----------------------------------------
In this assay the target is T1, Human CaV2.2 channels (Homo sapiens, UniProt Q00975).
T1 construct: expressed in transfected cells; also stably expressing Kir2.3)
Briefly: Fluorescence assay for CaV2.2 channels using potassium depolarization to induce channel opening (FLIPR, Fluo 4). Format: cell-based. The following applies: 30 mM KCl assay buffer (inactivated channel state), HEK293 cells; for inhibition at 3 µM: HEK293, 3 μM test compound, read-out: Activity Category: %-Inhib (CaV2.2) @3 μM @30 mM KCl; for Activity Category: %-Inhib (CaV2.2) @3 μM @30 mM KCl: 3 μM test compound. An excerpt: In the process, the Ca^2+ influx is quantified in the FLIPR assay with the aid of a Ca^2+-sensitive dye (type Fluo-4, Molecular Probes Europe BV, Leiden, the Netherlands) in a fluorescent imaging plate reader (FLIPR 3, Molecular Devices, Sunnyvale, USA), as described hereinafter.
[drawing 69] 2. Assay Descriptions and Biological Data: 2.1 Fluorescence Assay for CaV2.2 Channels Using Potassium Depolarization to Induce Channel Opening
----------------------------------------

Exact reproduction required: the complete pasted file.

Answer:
In this assay the target is T1, Human CaV2.2 channels (Homo sapiens, UniProt Q00975).
T1 construct: expressed in transfected cells; also stably expressing Kir2.3)
Briefly: Fluorescence assay for CaV2.2 channels using potassium depolarization to induce channel opening (FLIPR, Fluo 4). Format: cell-based. The following applies: 30 mM KCl assay buffer (inactivated channel state), HEK293 cells; for inhibition at 3 µM: HEK293, 3 μM test compound, read-out: Activity Category: %-Inhib (CaV2.2) @3 μM @30 mM KCl; for Activity Category: %-Inhib (CaV2.2) @3 μM @30 mM KCl: 3 μM test compound. An excerpt: In the process, the Ca^2+ influx is quantified in the FLIPR assay with the aid of a Ca^2+-sensitive dye (type Fluo-4, Molecular Probes Europe BV, Leiden, the Netherlands) in a fluorescent imaging plate reader (FLIPR 3, Molecular Devices, Sunnyvale, USA), as described hereinafter.
[drawing 69] 2. Assay Descriptions and Biological Data: 2.1 Fluorescence Assay for CaV2.2 Channels Using Potassium Depolarization to Induce Channel Opening